Has Ping’s Falter Made Way for Google Music?

Ping, Ping, Ping. Although it would be a long-shot to say that Apple’s lost its pristine polish, it has taken a few hits in 2010. Case-in-point, the devastatingly awful social music service, Ping. I’ve already written at length about what exactly is wrong with Ping (in a recent poll, voters actually preferred MySpace to Ping), but that was just the beginning. With Ping’s falter, the market is wide open for a new player to enter and reign. A new player from this tiny, little company called Google – probably nothing to worry about.

So, Google, show us what you’ve got! Google Music, or whatever it might be called, is expected to launch by Christmas. Rumors state that not only will listeners be able to host music in the cloud via a $25-per-year subscription, but they will also be able to download songs. This is exciting because not only is Google aiming at Ping, but perhaps iTunes at large (oh, you though iTunes was infallible?)! Google Music would of course be incorporating the social side of the network as well, by allowing listeners to share playlists with friends and exchange messages and music suggestions.

So, iTunes aside, what could possibly go wrong for Google? Well, first of all, just because a service is Google-backed does not make it an automatic K.O. (RIP Wave, 2010). Second of all, let us not ignore the fact that this market – online music and social music – is beyond saturated. There’s Pandora, Last.fm, Bandcamp, Purevolume, MySpace, Facebook (yes, it does have music pages), MOG, Hype Machine, Shuffler, Spotify – and hey, did you notice I still haven’t even name-dropped the number one and two destinations for music online yet?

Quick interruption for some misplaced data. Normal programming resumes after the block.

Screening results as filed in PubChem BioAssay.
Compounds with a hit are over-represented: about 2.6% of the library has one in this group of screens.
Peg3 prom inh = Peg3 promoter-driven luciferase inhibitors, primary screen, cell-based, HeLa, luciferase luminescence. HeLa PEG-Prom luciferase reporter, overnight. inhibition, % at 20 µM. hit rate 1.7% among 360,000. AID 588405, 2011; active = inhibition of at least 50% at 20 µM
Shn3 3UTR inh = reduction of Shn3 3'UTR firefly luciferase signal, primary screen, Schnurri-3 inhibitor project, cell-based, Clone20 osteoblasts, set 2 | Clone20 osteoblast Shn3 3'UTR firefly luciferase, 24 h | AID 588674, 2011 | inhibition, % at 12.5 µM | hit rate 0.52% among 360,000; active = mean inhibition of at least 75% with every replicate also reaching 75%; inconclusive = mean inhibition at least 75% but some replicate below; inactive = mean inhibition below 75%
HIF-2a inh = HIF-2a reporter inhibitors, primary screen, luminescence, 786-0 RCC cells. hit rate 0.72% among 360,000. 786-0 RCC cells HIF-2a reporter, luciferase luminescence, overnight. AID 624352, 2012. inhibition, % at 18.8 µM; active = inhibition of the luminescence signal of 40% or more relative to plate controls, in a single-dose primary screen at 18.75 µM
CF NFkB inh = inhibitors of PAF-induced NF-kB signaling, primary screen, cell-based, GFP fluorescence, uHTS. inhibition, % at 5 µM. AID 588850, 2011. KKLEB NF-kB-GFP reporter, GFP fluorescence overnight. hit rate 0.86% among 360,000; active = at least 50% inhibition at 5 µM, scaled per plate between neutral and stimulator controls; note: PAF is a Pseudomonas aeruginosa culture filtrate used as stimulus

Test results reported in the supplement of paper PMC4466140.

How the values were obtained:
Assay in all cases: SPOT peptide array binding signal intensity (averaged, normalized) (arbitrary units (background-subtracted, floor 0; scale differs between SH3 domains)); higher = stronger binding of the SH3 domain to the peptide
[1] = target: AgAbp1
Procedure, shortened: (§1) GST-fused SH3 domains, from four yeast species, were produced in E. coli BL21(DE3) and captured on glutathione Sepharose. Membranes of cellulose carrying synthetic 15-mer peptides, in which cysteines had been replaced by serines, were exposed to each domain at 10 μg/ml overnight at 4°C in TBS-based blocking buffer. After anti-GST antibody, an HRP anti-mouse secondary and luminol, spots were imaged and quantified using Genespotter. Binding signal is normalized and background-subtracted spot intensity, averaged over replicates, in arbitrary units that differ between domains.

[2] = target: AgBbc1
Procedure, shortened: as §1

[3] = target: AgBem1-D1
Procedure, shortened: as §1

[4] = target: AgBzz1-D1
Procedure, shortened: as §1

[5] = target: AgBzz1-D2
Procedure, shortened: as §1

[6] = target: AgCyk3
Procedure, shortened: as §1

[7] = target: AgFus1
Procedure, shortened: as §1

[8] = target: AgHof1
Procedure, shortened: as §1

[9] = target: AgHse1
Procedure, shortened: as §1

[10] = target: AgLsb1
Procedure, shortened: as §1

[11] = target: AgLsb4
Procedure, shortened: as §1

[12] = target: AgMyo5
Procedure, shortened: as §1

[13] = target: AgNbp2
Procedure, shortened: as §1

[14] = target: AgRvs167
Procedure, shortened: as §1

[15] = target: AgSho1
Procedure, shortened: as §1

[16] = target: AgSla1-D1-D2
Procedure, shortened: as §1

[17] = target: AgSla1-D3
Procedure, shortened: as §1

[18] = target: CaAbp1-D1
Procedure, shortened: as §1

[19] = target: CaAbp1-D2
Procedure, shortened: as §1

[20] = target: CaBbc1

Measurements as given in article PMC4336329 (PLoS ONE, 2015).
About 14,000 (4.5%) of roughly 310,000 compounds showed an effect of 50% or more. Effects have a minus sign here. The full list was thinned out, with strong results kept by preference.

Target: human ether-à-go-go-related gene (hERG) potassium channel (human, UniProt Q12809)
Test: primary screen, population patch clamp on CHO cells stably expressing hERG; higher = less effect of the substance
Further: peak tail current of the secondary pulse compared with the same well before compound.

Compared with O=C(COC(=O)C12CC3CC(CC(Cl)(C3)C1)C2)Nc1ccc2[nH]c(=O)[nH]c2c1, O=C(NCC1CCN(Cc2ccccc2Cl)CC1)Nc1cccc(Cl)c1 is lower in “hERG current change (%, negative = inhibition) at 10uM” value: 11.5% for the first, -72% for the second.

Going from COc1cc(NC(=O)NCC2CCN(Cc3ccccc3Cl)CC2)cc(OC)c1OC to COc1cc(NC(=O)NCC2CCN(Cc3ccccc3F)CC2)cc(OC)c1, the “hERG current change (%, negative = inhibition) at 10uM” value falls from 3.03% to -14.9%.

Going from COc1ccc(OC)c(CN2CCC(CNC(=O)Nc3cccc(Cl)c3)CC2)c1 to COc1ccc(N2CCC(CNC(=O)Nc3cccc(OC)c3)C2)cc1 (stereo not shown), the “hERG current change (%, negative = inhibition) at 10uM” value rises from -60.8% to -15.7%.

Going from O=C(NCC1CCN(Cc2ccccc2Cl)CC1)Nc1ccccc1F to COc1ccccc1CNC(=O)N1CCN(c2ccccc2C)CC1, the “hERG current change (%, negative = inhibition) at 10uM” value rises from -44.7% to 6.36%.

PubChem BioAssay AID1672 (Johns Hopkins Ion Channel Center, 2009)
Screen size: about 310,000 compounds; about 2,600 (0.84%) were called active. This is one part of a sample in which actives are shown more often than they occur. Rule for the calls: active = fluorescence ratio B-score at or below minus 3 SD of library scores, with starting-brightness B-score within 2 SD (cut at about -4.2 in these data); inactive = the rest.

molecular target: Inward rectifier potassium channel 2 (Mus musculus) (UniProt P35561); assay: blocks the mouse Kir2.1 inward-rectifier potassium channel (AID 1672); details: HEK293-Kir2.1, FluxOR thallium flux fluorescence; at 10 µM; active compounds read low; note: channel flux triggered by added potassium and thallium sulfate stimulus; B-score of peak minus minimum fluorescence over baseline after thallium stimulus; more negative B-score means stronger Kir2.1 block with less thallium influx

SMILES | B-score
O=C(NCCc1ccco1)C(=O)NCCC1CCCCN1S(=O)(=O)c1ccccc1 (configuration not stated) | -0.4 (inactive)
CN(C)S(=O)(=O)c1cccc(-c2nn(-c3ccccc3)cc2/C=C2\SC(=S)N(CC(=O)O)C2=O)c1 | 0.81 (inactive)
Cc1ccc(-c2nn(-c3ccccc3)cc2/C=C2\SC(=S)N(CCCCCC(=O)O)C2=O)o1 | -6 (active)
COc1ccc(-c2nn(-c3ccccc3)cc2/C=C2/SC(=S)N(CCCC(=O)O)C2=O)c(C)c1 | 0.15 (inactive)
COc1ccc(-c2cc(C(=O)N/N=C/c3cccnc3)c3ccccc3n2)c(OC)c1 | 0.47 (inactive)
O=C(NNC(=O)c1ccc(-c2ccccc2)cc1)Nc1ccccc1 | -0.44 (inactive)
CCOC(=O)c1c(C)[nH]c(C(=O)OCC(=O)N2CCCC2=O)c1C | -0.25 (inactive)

It will be increasingly difficult for Google to carve out a niche in this space, especially as many music heads, myself included, have already developed deep music libraries, and even deeper brand loyalties, to their favorite music service online. That said, if anyone can do it, it’s Google. They have the resources. They have the social savvy that perhaps Apple lacked. They have the iP – oh wait, nevermind. Let the social music wars begin!

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